A neighborhood of the former working class
Kolonija (sometimes Železničarska kolonija, literally Colony of the railway workers) is a 150 years old neighborhood in Maribor located on the right river banks of Drava (in Maribor we say Desni breg). Maribor was the first town in the Slovenian territory, that had a railway connection and the first railway bridge was also built in Maribor. From 1841 to 1857 the Austrian Monarchy decided to connect Vienna with Trieste by train and a big portion of these railways would go through Slovenian lands. The rails reached Maribor in 1846. The part, where today's Kolonija is located, started to grow in 1862, when Maribor was connected with Klagenfurt/Celovec and another station was built in the area. Many workers started to migrate to Maribor and industry started to flourish. In the late 19th century Maribor was one of the fastest growing cities in the region and one of the biggest industrial centers. The population grew and new houses were needed. And a railway workers' colony started to grow right next to the station with a specific architecture - big houses made of red bricks with gardens. Usually 8 families would live in one such house, each having their own apartment. I've seen these houses from close since I was young.
My grandparents used to live here and I would visit them as a kid. My grandfather came to Maribor from east Slovenia in the 1940s to work for the railways. My grandmother came to Maribor from northern Croatia to work in a textile factory (so by blood I'm 25% Croatian, but at that time it was one country Yugoslavia and people felt like Yugoslavs first). They married in 1950 and lived in one of these red bricked houses until they died. My grandpa died when I was 10, my grandma when I was 26. Imagine, she lived in one of these houses for 56 years.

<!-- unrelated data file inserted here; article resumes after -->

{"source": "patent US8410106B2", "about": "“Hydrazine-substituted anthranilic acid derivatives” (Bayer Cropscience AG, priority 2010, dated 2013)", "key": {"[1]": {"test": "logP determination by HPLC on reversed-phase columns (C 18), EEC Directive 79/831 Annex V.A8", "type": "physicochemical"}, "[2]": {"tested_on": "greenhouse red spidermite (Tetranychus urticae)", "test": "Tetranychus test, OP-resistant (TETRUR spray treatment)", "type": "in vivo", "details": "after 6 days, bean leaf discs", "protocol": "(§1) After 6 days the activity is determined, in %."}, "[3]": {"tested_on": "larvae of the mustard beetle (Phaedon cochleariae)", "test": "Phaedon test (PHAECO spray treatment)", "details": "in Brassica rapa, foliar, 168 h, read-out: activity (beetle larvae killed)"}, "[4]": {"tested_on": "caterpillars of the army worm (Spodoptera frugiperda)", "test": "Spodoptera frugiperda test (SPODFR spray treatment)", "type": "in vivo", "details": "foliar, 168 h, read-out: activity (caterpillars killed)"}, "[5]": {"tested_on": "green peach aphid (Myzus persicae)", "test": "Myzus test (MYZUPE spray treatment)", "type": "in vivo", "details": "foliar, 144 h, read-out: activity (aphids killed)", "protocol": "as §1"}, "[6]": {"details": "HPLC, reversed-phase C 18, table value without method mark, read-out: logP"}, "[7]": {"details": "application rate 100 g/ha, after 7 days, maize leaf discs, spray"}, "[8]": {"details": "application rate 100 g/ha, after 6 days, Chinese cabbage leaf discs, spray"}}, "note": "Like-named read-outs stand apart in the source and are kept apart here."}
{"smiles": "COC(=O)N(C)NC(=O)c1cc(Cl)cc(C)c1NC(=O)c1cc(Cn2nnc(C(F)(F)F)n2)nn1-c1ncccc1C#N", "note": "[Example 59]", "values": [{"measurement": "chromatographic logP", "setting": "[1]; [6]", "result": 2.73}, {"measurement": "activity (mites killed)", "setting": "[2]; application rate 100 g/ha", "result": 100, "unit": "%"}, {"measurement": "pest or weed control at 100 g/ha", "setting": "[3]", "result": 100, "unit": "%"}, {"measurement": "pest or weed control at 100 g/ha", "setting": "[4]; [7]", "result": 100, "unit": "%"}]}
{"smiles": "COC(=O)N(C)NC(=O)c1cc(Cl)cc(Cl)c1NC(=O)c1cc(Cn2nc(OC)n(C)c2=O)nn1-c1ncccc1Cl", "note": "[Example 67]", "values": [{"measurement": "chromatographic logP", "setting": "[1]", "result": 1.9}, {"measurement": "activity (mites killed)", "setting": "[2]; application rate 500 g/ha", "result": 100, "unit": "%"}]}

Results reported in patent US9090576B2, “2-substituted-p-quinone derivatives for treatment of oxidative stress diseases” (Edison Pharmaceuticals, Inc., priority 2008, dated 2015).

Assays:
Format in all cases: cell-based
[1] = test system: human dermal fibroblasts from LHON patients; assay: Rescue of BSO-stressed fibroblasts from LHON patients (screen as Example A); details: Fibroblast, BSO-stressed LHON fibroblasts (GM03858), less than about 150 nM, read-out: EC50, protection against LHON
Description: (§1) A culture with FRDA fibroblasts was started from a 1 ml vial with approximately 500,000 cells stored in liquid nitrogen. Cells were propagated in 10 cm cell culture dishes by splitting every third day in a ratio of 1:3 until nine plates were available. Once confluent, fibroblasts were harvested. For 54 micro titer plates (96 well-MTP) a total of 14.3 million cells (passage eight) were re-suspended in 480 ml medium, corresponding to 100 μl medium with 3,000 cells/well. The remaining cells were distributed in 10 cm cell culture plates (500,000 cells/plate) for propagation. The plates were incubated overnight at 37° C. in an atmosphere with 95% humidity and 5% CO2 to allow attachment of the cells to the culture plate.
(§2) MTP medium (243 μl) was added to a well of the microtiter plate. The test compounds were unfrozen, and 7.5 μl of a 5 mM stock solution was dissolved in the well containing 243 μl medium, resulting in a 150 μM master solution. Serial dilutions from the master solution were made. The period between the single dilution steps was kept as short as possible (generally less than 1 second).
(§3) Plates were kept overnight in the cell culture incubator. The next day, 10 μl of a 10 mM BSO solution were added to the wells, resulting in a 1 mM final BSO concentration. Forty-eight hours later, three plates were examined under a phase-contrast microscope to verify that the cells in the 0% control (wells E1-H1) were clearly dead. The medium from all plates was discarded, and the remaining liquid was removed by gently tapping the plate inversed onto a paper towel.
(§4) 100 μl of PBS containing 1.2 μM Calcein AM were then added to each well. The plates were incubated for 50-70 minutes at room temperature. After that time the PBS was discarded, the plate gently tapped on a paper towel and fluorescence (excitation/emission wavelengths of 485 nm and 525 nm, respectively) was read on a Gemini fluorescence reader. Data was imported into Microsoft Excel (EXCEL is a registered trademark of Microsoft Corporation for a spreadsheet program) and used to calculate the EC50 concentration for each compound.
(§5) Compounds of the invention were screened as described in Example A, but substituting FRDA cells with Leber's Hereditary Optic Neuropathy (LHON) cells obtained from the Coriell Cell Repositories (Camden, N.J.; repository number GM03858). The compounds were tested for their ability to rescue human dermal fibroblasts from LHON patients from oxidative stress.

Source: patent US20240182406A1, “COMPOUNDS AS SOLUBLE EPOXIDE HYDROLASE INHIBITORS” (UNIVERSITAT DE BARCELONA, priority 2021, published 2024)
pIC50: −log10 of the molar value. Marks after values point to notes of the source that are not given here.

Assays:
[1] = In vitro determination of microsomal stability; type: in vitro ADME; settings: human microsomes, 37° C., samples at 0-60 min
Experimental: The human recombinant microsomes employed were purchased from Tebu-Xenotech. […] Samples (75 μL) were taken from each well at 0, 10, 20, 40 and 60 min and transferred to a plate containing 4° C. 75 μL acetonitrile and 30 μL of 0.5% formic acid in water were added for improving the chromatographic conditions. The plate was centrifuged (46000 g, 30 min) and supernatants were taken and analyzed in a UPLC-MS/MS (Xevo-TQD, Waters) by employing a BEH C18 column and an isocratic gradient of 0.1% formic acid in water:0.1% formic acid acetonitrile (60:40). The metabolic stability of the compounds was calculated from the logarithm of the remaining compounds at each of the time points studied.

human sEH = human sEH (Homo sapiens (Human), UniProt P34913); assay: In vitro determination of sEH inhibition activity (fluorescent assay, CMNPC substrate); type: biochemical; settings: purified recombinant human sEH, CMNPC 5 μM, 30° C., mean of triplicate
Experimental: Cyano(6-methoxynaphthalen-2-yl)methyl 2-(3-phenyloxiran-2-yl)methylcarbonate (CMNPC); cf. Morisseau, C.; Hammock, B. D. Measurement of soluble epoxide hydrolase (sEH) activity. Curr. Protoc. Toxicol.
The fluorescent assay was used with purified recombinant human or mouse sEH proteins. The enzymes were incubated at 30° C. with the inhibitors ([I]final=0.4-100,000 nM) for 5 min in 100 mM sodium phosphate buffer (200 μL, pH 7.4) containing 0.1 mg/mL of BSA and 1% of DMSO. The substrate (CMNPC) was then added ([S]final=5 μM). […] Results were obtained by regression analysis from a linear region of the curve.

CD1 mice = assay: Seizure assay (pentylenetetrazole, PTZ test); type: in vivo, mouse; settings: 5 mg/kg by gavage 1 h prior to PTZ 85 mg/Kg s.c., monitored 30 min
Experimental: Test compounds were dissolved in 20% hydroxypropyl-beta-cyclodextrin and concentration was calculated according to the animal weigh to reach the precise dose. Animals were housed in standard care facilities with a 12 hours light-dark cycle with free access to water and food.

Whenever I visit this neighborhood, I become a little sentimental. I remember, how happy my granny was, when I visited her. I don't have any special memories with my grandpa, he died when I was 10. But I had my grandma for 26 years and we shared a special bond. She was a very simple woman, apart from primary school, she didn't have any other education. She grew up in the 1920s and 1930s in a poor family, they had a small farm with fields and animals, which was their livelihood. When she was close to 20, she had to go to Hungary and work on the fields during summer to support the family. During WWII this part of Yugoslavia was annexed by Hungary and she told me how they forced them to speak Hungarian. She knew many Hungarian songs and would sing them to me.
Her native language wasn't the proper Croatian, but a regional dialect, that was very similar to Slovenian, so we understood each other very well. And even after living in Maribor for nearly 60 years, she still mixed some Croatian words and had her typical accent, which my sister and I thought it was funny. Sometimes, when we missed her, we would imitate the way she spoke, but we didn't make fun of her. It was just our way to remember her, especially after she died. I remember visiting her in hospital days before she died. She was so weak, her eyes were blurry and twitching, she could barely speak. She was laying in bed, but when she realized I came, she tried to get herself up for me and she managed to sit straight for a minute. I held her hand, spoke to her that I'm there and that everything is going to be alright, but I knew her days will soon be over. It was hard to see her like that, I was pretty shaken up. After a minute of being conscious, she slowly slided back and fell asleep. She was too weak. I sat there for few minutes, watched her and then left. That was the last time I saw her alive. She died few days later at age 83. May she rest in peace.
The railways are the veins of Maribor and part of my family's history.
Maribor as it once was in the late 19th century. My grandparents used to live in a house like this one. This house was renovated in the recent years.